Crimes of passion
Stressful times of 1930 brought two murders to the Henderson area
By FRANK BOYETT, The Gleaner
One couple were newlyweds, and the wife met her end crouched in the closet of a whorehouse. The other couple was in the midst of their second divorce, and had just sung "The Old Rugged Cross," before Ira Willingham slashed a straight razor across the throats of his wife and her lover.
As you might have already surmised, this column contains sex and violence and is rated for mature audiences.
Seventy-five years ago today readers of The Gleaner woke up to find that Owen Jones, 19, had shot and killed his wife of three weeks in a whorehouse at 534 Fagan St., in the red light district commonly called Pea Ridge.
Novella Jones was 18 years old and had a four-year-old son by a previous marriage. Her marriage to Owen was obviously under some stress, because at the time of her death Owen had been scheduled to be tried the following week for the Valentine's Day murder of Evansville resident William J. Howard. The two men had been fighting over the division of some clothes.
The young couple had been living at the house of Sallie Smithhart, who for years had been Henderson's most notorious purveyor of prostitution. Smithhart testified that she had heard the couple argue when they first woke up the morning of Sept. 10, 1930, but it was several hours later, while she was in the kitchen preparing lunch, that she heard three rapid gunshots.
The first shot went through Novella's arm and side. She ran to a closet for shelter, but as she huddled there the second shot ripped through her heart. Owen then shot himself in the right temple. The bullet tore a diagonal path through his brain, passed through a door, and embedded itself in a wall.
As legendary blues singer Robert Johnson once testified, a .32-20 packs a pretty good punch.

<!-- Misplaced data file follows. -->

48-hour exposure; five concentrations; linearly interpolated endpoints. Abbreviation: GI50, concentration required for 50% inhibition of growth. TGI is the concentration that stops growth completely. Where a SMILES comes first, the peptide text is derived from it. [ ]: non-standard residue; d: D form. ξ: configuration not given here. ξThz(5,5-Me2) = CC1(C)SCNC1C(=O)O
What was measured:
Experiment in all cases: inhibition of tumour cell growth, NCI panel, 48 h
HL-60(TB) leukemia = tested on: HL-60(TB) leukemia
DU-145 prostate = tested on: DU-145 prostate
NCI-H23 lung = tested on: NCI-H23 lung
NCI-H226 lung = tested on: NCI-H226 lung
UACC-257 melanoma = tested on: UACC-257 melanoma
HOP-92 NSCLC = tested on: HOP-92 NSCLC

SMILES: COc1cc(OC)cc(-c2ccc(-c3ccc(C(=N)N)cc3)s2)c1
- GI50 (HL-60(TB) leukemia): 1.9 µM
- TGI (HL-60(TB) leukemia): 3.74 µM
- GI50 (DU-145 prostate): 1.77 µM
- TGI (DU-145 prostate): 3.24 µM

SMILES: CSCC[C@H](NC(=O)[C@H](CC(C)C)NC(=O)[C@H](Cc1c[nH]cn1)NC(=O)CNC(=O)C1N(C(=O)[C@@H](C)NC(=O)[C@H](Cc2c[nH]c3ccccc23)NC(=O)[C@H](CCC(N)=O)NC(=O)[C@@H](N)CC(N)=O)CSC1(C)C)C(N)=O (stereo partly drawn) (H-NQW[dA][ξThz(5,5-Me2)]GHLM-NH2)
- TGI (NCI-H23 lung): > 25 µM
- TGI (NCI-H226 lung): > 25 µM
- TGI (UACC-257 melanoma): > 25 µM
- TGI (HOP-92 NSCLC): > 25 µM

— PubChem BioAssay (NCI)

A whorehouse also enters into the story of the second killing of a wife by her husband. Ira Willingham, 46, and Donia, 32, had first married in 1914 but divorced in 1916. She had five children by May 1930, when they separated a second time.
Donia moved to Evansville, into a boarding house with the reputation as a house of ill repute. One of the other boarders was a man named John Upton, with whom she reportedly was intimate. At first Ira filed for a second divorce, but on Sept. 18 he traveled to Evansville to try to reconcile with his wife.
It didn't work. But Ira put the best face on it, spending the day helping Upton repair a garage. He then asked for a ride to the ferry where the twin bridges now span the Ohio River. Three of the kids came along for the ride, as well as Donia and her sister.
While parked at the ferry landing, Ira pulled out a razor and slashed Donia's throat before he did the same to Upton, who survived the attack. He reportedly also tried to kill Donia's sister. He calmly walked away and kept one step ahead of an intense manhunt for four days before he turned himself in.